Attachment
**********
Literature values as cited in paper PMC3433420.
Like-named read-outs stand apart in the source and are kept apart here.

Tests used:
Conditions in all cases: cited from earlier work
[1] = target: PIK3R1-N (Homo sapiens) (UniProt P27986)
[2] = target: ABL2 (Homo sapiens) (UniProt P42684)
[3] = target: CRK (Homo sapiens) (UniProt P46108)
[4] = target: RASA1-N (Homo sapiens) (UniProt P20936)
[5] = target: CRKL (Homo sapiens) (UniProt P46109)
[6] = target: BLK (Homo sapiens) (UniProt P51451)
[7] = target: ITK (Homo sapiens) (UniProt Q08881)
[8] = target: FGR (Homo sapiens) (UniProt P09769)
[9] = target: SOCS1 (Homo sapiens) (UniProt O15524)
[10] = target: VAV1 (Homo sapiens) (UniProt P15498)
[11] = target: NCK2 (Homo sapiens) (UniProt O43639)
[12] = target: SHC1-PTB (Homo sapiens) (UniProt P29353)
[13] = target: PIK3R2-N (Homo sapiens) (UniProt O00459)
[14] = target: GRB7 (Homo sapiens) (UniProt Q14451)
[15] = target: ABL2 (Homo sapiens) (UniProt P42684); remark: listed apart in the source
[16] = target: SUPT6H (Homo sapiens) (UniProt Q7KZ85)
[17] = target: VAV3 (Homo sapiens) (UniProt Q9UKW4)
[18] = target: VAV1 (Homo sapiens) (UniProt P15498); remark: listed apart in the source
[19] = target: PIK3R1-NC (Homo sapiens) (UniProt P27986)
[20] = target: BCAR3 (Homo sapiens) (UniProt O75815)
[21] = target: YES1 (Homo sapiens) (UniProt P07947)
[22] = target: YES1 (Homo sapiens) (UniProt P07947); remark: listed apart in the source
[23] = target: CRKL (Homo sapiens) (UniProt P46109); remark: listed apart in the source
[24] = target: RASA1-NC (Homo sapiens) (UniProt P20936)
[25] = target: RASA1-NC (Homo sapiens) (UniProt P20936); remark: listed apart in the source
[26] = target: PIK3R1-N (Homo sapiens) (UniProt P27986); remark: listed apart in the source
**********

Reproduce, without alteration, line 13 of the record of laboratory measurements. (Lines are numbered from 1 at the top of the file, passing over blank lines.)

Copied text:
[9] = target: SOCS1 (Homo sapiens) (UniProt O15524)